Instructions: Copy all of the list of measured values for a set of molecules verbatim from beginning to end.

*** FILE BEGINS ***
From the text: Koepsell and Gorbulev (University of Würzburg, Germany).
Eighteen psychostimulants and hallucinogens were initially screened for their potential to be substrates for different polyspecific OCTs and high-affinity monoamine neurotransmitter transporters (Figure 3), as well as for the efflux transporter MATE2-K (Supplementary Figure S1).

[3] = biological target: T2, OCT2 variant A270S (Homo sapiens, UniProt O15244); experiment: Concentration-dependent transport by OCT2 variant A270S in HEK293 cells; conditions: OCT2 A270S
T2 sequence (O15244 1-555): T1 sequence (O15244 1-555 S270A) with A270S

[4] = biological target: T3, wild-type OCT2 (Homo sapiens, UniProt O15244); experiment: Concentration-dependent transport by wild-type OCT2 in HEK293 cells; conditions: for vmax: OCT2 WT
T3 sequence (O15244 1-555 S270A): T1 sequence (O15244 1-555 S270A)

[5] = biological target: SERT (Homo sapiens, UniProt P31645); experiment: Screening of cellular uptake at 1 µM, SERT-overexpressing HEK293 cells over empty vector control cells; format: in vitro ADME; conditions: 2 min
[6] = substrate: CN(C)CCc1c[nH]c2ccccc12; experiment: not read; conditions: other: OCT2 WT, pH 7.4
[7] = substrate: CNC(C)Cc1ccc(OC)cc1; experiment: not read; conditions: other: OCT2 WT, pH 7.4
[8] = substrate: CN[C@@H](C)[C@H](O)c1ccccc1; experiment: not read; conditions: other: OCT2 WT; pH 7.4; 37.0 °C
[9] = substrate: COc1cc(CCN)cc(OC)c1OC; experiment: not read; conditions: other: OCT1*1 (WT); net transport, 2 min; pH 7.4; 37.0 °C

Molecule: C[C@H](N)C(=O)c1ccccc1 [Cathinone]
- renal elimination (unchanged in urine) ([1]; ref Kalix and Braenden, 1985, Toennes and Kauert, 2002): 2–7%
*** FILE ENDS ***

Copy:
From the text: Koepsell and Gorbulev (University of Würzburg, Germany).
Eighteen psychostimulants and hallucinogens were initially screened for their potential to be substrates for different polyspecific OCTs and high-affinity monoamine neurotransmitter transporters (Figure 3), as well as for the efflux transporter MATE2-K (Supplementary Figure S1).

[3] = biological target: T2, OCT2 variant A270S (Homo sapiens, UniProt O15244); experiment: Concentration-dependent transport by OCT2 variant A270S in HEK293 cells; conditions: OCT2 A270S
T2 sequence (O15244 1-555): T1 sequence (O15244 1-555 S270A) with A270S

[4] = biological target: T3, wild-type OCT2 (Homo sapiens, UniProt O15244); experiment: Concentration-dependent transport by wild-type OCT2 in HEK293 cells; conditions: for vmax: OCT2 WT
T3 sequence (O15244 1-555 S270A): T1 sequence (O15244 1-555 S270A)

[5] = biological target: SERT (Homo sapiens, UniProt P31645); experiment: Screening of cellular uptake at 1 µM, SERT-overexpressing HEK293 cells over empty vector control cells; format: in vitro ADME; conditions: 2 min
[6] = substrate: CN(C)CCc1c[nH]c2ccccc12; experiment: not read; conditions: other: OCT2 WT, pH 7.4
[7] = substrate: CNC(C)Cc1ccc(OC)cc1; experiment: not read; conditions: other: OCT2 WT, pH 7.4
[8] = substrate: CN[C@@H](C)[C@H](O)c1ccccc1; experiment: not read; conditions: other: OCT2 WT; pH 7.4; 37.0 °C
[9] = substrate: COc1cc(CCN)cc(OC)c1OC; experiment: not read; conditions: other: OCT1*1 (WT); net transport, 2 min; pH 7.4; 37.0 °C

Molecule: C[C@H](N)C(=O)c1ccccc1 [Cathinone]
- renal elimination (unchanged in urine) ([1]; ref Kalix and Braenden, 1985, Toennes and Kauert, 2002): 2–7%